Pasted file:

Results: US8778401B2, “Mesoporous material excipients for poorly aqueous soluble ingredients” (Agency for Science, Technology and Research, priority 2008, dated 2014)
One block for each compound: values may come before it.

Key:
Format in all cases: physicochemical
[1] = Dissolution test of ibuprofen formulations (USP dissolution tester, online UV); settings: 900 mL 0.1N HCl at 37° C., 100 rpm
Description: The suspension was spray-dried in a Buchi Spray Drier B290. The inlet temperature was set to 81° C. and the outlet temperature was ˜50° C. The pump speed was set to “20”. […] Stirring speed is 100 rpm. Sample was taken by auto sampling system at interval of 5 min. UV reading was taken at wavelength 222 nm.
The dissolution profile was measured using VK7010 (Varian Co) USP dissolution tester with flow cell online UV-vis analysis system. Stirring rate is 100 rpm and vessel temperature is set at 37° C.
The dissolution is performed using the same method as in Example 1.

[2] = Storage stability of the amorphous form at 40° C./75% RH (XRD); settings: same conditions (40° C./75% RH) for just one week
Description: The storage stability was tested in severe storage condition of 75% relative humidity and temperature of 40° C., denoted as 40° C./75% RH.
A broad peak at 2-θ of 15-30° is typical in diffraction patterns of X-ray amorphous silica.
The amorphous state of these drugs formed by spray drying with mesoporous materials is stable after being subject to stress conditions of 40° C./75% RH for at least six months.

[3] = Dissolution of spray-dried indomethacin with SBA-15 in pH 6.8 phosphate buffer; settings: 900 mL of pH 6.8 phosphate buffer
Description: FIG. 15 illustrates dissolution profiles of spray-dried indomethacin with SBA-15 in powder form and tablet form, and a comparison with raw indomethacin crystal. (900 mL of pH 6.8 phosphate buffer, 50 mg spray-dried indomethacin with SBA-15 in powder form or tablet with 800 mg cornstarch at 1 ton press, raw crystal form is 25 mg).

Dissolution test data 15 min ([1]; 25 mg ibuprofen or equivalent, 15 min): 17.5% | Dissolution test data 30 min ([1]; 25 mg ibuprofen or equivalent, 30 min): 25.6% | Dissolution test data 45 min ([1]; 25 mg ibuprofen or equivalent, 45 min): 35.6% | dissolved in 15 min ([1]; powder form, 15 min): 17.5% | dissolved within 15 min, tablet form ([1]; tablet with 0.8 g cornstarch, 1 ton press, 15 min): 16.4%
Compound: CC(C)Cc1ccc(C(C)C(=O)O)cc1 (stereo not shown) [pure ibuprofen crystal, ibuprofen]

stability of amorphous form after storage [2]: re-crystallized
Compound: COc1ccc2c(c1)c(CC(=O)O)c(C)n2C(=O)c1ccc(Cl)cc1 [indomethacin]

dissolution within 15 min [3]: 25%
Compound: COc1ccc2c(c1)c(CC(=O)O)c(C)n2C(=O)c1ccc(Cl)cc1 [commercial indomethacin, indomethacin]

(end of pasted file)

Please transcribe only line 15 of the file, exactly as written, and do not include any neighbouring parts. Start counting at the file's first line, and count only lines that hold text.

Dissolution test data 15 min ([1]; 25 mg ibuprofen or equivalent, 15 min): 17.5% | Dissolution test data 30 min ([1]; 25 mg ibuprofen or equivalent, 30 min): 25.6% | Dissolution test data 45 min ([1]; 25 mg ibuprofen or equivalent, 45 min): 35.6% | dissolved in 15 min ([1]; powder form, 15 min): 17.5% | dissolved within 15 min, tablet form ([1]; tablet with 0.8 g cornstarch, 1 ton press, 15 min): 16.4%